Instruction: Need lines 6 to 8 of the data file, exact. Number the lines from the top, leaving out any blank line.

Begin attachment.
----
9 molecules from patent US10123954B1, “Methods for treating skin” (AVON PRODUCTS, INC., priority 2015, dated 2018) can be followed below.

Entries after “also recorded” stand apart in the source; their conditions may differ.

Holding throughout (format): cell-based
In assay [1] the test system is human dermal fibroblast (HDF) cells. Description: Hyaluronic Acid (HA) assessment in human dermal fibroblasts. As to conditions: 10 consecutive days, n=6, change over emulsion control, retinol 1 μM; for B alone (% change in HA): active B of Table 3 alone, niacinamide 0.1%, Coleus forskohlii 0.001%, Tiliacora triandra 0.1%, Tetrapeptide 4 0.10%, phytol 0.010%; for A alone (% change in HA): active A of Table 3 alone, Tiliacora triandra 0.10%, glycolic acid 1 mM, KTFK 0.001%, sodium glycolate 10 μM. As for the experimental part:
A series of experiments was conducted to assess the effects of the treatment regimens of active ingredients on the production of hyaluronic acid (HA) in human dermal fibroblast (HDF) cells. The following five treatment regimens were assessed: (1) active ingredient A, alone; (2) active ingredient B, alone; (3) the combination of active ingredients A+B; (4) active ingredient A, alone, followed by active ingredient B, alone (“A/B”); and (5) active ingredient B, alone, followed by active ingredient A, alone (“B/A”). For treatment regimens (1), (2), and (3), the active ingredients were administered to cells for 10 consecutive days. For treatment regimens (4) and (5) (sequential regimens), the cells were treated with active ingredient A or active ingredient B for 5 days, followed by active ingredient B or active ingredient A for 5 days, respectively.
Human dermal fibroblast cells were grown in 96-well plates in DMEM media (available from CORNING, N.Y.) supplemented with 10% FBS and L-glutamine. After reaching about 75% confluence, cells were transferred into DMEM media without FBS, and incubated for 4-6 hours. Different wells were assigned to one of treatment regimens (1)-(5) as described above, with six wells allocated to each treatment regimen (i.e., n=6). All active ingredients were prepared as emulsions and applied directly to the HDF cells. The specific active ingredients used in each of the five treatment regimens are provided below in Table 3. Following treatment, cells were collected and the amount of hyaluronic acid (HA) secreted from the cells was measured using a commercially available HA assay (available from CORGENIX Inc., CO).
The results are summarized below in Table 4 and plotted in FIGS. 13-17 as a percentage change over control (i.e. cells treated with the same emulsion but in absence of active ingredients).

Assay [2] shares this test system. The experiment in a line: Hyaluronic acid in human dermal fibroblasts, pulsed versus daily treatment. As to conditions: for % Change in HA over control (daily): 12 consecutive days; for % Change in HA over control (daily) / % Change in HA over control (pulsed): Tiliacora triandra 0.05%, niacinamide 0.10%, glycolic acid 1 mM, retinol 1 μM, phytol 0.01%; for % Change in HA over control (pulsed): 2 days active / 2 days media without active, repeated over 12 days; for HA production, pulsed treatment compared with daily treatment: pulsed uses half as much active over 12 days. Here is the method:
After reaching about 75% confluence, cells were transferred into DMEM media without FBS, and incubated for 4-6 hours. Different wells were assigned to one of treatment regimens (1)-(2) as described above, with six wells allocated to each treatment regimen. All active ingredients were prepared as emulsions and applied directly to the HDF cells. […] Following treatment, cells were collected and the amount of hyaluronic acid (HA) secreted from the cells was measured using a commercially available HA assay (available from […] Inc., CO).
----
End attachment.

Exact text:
Human dermal fibroblast cells were grown in 96-well plates in DMEM media (available from CORNING, N.Y.) supplemented with 10% FBS and L-glutamine. After reaching about 75% confluence, cells were transferred into DMEM media without FBS, and incubated for 4-6 hours. Different wells were assigned to one of treatment regimens (1)-(5) as described above, with six wells allocated to each treatment regimen (i.e., n=6). All active ingredients were prepared as emulsions and applied directly to the HDF cells. The specific active ingredients used in each of the five treatment regimens are provided below in Table 3. Following treatment, cells were collected and the amount of hyaluronic acid (HA) secreted from the cells was measured using a commercially available HA assay (available from CORGENIX Inc., CO).
The results are summarized below in Table 4 and plotted in FIGS. 13-17 as a percentage change over control (i.e. cells treated with the same emulsion but in absence of active ingredients).

Assay [2] shares this test system. The experiment in a line: Hyaluronic acid in human dermal fibroblasts, pulsed versus daily treatment. As to conditions: for % Change in HA over control (daily): 12 consecutive days; for % Change in HA over control (daily) / % Change in HA over control (pulsed): Tiliacora triandra 0.05%, niacinamide 0.10%, glycolic acid 1 mM, retinol 1 μM, phytol 0.01%; for % Change in HA over control (pulsed): 2 days active / 2 days media without active, repeated over 12 days; for HA production, pulsed treatment compared with daily treatment: pulsed uses half as much active over 12 days. Here is the method: